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  • Sue Matthews

Mind your weeds!


Garden Lesson 1

I moved into my house a year ago. The garden is quite big and had been neglected for some time. There were several large trees which were overshadowing everything and causing the shrubs to lean towards the light and become misshapen. And the weeds …. Lots of weeds, brambles, ivy … stinging nettles in one part. The garden is also an odd shape – not a conventional square or rectangle – it’s got steps up to a pointy bit.


Anyway – we had two of the largest trees removed by professionals – they were above roof height – far too big for a small suburban garden. That was about a month after we moved in. After that… we did nothing.


So for a year the weeds, bramble, ivy etc just took over.


We kept saying to each other- “we must sort the garden out”. But each time we said it my stomach dropped – it just seemed to be such a big task. Where do you start? What’s under the weeds – will I recognise what needs to stay or go? The weeds just keep growing – so what is the point – if we can’t do it properly it’s all just going to become unkempt again.


Lots of negative thoughts – which meant I kept putting off the task. And the weeds kept on growing.


Then the lockdown started. So I thought – it’s now or never.


I went out into the garden, grabbed a trowel and secateurs and started weeding at the top of the steps. I cleared a small area, and as I stood back, I thought how good it looked. So I did a bit more and managed to clear a section where we had been unable to walk before. And it looked good, and I felt good.


It occurred to me that there were some lessons to learn from this:


  1. Start somewhere – anywhere. It doesn’t matter if it’s not the most logical place to start. (The steps are kind of in the middle of garden). Achieving something gives you the motivation and learning to move on and do more.

  2. Do it bit by bit. I worked on the garden over two or three weeks – a few hours most days – but not every day. I paced myself and didn’t chide myself for not completing it all in one go. I worked at a pace which suited me.

  3. It’s ok to change your mind. At the start I thought I knew where I would put seats, plants and ornaments. As I worked my way round the garden I changed my mind several times. My plans evolved.

Garden Lesson 2

So, I had worked my way round the garden and removed all the weeks, brambles, ivy and dandelions. I had pruned and shaped the shrubs. I had even moved a few plants around.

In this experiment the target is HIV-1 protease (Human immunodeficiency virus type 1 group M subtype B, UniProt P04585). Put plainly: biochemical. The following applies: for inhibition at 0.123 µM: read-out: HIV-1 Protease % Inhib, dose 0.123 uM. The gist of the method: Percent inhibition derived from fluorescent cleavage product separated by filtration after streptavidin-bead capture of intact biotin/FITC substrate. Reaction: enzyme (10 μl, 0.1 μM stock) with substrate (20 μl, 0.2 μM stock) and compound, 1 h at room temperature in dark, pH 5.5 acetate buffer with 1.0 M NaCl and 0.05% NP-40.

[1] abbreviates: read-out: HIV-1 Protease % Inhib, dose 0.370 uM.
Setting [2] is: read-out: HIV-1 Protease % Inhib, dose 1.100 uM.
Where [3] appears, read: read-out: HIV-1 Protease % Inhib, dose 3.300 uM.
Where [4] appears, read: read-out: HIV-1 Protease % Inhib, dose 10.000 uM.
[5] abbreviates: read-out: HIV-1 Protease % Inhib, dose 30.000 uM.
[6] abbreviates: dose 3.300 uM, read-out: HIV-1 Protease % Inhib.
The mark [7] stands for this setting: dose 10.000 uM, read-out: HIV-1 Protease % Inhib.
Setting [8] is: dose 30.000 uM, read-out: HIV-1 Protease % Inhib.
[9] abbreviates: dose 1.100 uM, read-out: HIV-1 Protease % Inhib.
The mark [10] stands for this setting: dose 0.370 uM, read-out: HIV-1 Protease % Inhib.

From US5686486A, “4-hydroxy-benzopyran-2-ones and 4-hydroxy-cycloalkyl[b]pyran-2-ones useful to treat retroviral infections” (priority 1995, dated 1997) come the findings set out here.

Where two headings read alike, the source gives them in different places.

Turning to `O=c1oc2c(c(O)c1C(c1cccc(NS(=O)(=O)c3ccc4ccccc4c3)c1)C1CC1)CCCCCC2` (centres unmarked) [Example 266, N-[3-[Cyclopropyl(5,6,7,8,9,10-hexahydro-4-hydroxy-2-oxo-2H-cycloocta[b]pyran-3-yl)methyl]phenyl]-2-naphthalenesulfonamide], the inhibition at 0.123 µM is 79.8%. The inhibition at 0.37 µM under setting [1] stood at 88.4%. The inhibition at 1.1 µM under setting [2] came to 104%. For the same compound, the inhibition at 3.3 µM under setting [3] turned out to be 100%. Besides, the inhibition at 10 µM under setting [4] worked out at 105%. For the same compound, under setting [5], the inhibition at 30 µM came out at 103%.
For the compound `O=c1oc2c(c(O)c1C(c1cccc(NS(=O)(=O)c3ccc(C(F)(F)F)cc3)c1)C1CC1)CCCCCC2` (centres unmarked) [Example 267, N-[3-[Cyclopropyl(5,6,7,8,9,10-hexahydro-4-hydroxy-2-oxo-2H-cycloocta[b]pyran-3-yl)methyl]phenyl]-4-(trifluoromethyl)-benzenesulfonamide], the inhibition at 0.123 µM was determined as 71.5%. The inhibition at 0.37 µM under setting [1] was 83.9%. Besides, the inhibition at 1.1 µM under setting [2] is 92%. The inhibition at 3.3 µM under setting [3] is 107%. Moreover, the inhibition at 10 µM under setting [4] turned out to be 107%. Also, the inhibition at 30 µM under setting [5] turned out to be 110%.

There was a large bed under a lilac tree that had a couple of shrubs at the back, but a large area of nothing at the front. It was lockdown – garden centres were closed. So I decided I would leave it empty until I was able to make a decision about what to plant in there.


So, you can imagine my annoyance when after a few days the weeds began to return. I was having to pull up little weeds over and over again.


Luckily one of my neighbours had a tray of geraniums that she had no room for, so she gave them to me and I put them in the bed to fend off the weeds.


It occurred to me that there were some lessons to learn from this:


  1. When you remove something you need to replace it with something else. Nature does not like a vacuum, and flower beds do not like being empty. So if you get rid of something you don’t want, you need to replace it with something you do want. If you get rid of a habit, you need to replace it with an alternative activity; if you have negative thoughts you need to replace them with positive thoughts. If you don’t, those negative thoughts will begin to grow again like those pesky weeds.

  2. Delayed gratification can be a good thing sometimes. But when it comes to emotions – why put off feeling happy, or whatever it is you want to feel. Do it as soon as you can.

Garden Lesson 3

A garden requires continuous work.


I am out in the garden most days checking on the plants that I want to keep; and plucking out the ones I don’t (those weeds!!)


It occurred to me that there were some lessons to learn from this:


  1. If you don’t want to slip back into the old way of things – then you have to keep checking in. Are things the way I want them? Do I feel the way I want to? Do I need to do more work on it?

  2. Sometimes you need some external help. The huge trees that I had taken out were beyond my personal ability to deal with. Some of the heavy work also meant that I had to get my partner to help me. And that’s ok. It is ok to get help when you need it – either using a trusted friend, or calling in a professional.


What are these gardening stories about?

  1. Don’t put off improving your life. Start now.

  2. Even if you don’t know exactly what you want – as long as you know you don’t want to be where you are, it’s time to do something.

  3. Be kind to yourself – you don’t have to do it ALL now – but do start.

  4. Whatever you do choose to do, make sure you are moving towards something, not just away from something.

  5. Replace the negative with a positive.

  6. Keep on going. Don’t start and then stop – keep chipping away until you get to where you want to be.

  7. If you need help – ask for it. Recognise that you may need to get the help from a professional to get you started and moving in the right direction.

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Wells, Somerset, UK

©2019 by Sue Matthews Therapy